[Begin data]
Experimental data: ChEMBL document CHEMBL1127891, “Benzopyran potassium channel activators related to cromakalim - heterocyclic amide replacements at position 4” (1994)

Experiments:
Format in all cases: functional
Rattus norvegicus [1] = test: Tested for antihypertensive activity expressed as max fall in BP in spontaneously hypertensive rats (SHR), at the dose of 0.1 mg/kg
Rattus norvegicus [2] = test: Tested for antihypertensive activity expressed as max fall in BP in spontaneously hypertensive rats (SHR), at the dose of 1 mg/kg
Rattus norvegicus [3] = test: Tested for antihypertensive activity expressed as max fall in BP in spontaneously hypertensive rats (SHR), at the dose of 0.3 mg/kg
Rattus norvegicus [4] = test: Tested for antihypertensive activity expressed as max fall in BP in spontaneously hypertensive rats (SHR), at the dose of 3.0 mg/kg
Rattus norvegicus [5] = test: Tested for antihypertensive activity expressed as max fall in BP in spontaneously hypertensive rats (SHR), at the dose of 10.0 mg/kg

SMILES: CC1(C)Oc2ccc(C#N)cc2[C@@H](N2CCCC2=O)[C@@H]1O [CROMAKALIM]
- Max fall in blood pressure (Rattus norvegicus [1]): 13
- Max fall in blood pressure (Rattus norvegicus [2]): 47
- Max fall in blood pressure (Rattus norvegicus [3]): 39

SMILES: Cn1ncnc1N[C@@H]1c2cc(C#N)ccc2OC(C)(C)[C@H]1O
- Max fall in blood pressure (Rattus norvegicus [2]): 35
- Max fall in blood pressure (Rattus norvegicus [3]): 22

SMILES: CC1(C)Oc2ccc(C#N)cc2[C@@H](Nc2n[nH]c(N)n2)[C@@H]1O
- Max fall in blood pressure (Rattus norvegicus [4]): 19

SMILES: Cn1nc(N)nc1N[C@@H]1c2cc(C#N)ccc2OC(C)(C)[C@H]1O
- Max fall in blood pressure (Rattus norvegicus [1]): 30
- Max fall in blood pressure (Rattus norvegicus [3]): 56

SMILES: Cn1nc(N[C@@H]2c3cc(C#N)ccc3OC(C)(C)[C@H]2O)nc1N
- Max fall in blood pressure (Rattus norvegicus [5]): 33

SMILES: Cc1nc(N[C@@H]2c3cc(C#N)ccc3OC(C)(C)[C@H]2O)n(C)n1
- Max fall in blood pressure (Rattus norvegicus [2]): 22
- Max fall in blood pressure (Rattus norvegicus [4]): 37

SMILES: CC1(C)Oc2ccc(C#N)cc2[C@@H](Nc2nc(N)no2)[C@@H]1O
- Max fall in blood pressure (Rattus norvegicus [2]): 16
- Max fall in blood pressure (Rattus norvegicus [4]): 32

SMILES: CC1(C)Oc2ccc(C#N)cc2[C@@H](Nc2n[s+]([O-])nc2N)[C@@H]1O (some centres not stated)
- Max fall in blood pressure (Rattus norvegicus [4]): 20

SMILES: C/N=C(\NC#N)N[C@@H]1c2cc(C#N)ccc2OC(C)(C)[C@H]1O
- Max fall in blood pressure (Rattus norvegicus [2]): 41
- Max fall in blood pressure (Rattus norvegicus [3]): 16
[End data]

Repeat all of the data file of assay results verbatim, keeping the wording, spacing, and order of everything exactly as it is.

Experimental data: ChEMBL document CHEMBL1127891, “Benzopyran potassium channel activators related to cromakalim - heterocyclic amide replacements at position 4” (1994)

Experiments:
Format in all cases: functional
Rattus norvegicus [1] = test: Tested for antihypertensive activity expressed as max fall in BP in spontaneously hypertensive rats (SHR), at the dose of 0.1 mg/kg
Rattus norvegicus [2] = test: Tested for antihypertensive activity expressed as max fall in BP in spontaneously hypertensive rats (SHR), at the dose of 1 mg/kg
Rattus norvegicus [3] = test: Tested for antihypertensive activity expressed as max fall in BP in spontaneously hypertensive rats (SHR), at the dose of 0.3 mg/kg
Rattus norvegicus [4] = test: Tested for antihypertensive activity expressed as max fall in BP in spontaneously hypertensive rats (SHR), at the dose of 3.0 mg/kg
Rattus norvegicus [5] = test: Tested for antihypertensive activity expressed as max fall in BP in spontaneously hypertensive rats (SHR), at the dose of 10.0 mg/kg

SMILES: CC1(C)Oc2ccc(C#N)cc2[C@@H](N2CCCC2=O)[C@@H]1O [CROMAKALIM]
- Max fall in blood pressure (Rattus norvegicus [1]): 13
- Max fall in blood pressure (Rattus norvegicus [2]): 47
- Max fall in blood pressure (Rattus norvegicus [3]): 39

SMILES: Cn1ncnc1N[C@@H]1c2cc(C#N)ccc2OC(C)(C)[C@H]1O
- Max fall in blood pressure (Rattus norvegicus [2]): 35
- Max fall in blood pressure (Rattus norvegicus [3]): 22

SMILES: CC1(C)Oc2ccc(C#N)cc2[C@@H](Nc2n[nH]c(N)n2)[C@@H]1O
- Max fall in blood pressure (Rattus norvegicus [4]): 19

SMILES: Cn1nc(N)nc1N[C@@H]1c2cc(C#N)ccc2OC(C)(C)[C@H]1O
- Max fall in blood pressure (Rattus norvegicus [1]): 30
- Max fall in blood pressure (Rattus norvegicus [3]): 56

SMILES: Cn1nc(N[C@@H]2c3cc(C#N)ccc3OC(C)(C)[C@H]2O)nc1N
- Max fall in blood pressure (Rattus norvegicus [5]): 33

SMILES: Cc1nc(N[C@@H]2c3cc(C#N)ccc3OC(C)(C)[C@H]2O)n(C)n1
- Max fall in blood pressure (Rattus norvegicus [2]): 22
- Max fall in blood pressure (Rattus norvegicus [4]): 37

SMILES: CC1(C)Oc2ccc(C#N)cc2[C@@H](Nc2nc(N)no2)[C@@H]1O
- Max fall in blood pressure (Rattus norvegicus [2]): 16
- Max fall in blood pressure (Rattus norvegicus [4]): 32

SMILES: CC1(C)Oc2ccc(C#N)cc2[C@@H](Nc2n[s+]([O-])nc2N)[C@@H]1O (some centres not stated)
- Max fall in blood pressure (Rattus norvegicus [4]): 20

SMILES: C/N=C(\NC#N)N[C@@H]1c2cc(C#N)ccc2OC(C)(C)[C@H]1O
- Max fall in blood pressure (Rattus norvegicus [2]): 41
- Max fall in blood pressure (Rattus norvegicus [3]): 16